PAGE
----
Summer Institute in Classical Languages

Summer Institute in Classical Languages

Often the question isn't "Why should I study a classical language?" but "When can I find the time?" Since 1976 the University of Dallas Summer Program has provided the opportunity to study Greek and Latin outside the limits of the regular academic year. Our summer learners include undergraduate and graduate students from our own and other institutions; high school teachers seeking accreditation, review, or deepening of knowledge; and a number of people who simply want to be able to study good books in the original language. High school students who have completed the junior year and will be 16 years old by July 1st are also encouraged to apply.


Applications are accepted up to the day of the first class meeting. You can apply online or call Admissions at (972) 721-5266, or the Classics Department at (972) 721-4108.



For undergraduates and special students is $350 per credit hour or $1,050 per 3-credit course. Graduate students and teachers may apply their tuition scholarships to these courses. For information about the costs of these courses after the scholarships have been applied, please contact the Classics Department at (972) 721-4108. 


2013 First Summer Session (June 10-July 12)

GREEK 1301. Elementary Classical Greek I  (Dr. Stacie Kadleck). 3 credits
MTWT 10:00-12:00.
The first half of introductory Greek grammar and syntax. This course is a comprehensive introduction to the language of ancient Greece, particularly that of the 5th and 4th century Athenians. This course is the very best way to obtain a reading knowledge of ancient Greek literature in the shortest time possible. No prior experience with Greek (or any other language save English) is needed.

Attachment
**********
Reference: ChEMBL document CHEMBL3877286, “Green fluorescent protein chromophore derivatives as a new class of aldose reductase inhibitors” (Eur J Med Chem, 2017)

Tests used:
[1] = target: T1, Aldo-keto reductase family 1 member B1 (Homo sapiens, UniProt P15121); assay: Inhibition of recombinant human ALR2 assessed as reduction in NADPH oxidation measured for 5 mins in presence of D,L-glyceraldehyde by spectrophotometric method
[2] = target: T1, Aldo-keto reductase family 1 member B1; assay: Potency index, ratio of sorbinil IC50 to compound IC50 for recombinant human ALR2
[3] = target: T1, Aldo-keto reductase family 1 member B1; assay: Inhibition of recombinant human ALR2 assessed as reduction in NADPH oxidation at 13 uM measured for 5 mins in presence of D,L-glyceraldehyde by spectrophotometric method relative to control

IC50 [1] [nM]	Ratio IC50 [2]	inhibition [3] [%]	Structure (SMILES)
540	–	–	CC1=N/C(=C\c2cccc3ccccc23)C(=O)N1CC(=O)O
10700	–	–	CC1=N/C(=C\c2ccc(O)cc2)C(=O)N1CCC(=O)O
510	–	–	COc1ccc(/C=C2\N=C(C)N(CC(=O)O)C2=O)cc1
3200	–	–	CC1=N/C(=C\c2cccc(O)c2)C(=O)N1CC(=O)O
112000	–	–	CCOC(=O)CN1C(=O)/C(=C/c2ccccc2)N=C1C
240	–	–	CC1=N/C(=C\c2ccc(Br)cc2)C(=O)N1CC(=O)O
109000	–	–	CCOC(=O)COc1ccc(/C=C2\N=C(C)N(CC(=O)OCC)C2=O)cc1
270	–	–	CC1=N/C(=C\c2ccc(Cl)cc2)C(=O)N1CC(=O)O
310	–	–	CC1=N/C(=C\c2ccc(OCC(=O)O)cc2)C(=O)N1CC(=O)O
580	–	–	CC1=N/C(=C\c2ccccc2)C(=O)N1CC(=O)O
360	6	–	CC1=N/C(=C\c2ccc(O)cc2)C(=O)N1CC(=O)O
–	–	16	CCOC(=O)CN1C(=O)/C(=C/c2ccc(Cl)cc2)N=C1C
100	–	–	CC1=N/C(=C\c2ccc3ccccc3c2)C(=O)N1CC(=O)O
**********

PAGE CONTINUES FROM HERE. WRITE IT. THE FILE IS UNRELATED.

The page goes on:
CLL 1301/1302 Elementary Latin I & II  (Dr. Teresa Danze). 6 credits
MTWRF 9 a.m. - 12:30 p.m.
A course in Latin grammar and syntax, at the end of which good students are ready to read unadapted Latin prose. Note that, since in just five weeks the course covers material that during the regular academic years needs two semesters, it is so really intensive that students are strongly advised not to be taking other courses at the same time.

LATIN 3328/5301. Latin Reading (Dr. Sweet). 3 credits
MTWT 2:00-4:00 PM
An upper level Latin course for high school teachers, advanced undergraduates and graduate students. The course will read selections from a variety of Latin prose authors, primarily Caesar, but also Cicero, Livy, and others. Which ones will depend upon the expressed interest of potential participants. Please call Kimberly Read at 972-721-4108 with requests.

Advanced Placement Summer Institute for Latin Teachers.

During the week of July 8-12 an AP Institute in Latin Literature will be held daily from 8:30 to 4:30 under the direction of the AP Consultant, Donna Gerard. For further information, contact the Classics Department at (972) 721-4108. 

Second Summer Session (July 15-August 16)

GREEK 1302. Elementary Classical Greek II  (Dr. Stacie Kadleck).  3 credits
MTWT 10:00-12:00
The second half of introductory Greek grammar and syntax.

LATIN 2311. Intermediate Latin I: Roman Prose (Dr. Staff).  3 credits.
MTWT 10:00-12:00.
Selected readings of Roman prose writers. Prerequisite: Latin 1302 or Latin 1305, or equivalent. A placement exam is required for those who have not completed either of these courses.


Politics Major Empowers Youth, Shares Story Through Theater

Although she herself is not able to vote, Liz Magallanes, BA '18, works to make voting possible for other people. She first got involved with the organization Mi Familia Vota in 2014 and has been contributing to their endeavors ever since, including working with high school students in Dallas ISD. Additionally, she recently had a role in the play "Deferred Action."

+ Read More

Transfer Students (Re)discover Home at UD

Once friends at John Paul II High School in Plano, Texas, Stephanie Lobo, BA ’18, and Rebecca Luna, BA ’19, can both remember the moments they set their horizons on transferring to the University of Dallas. Though their paths diverged briefly following high school, their friendship is now reunited on our university’s Irving campus.

+ Read More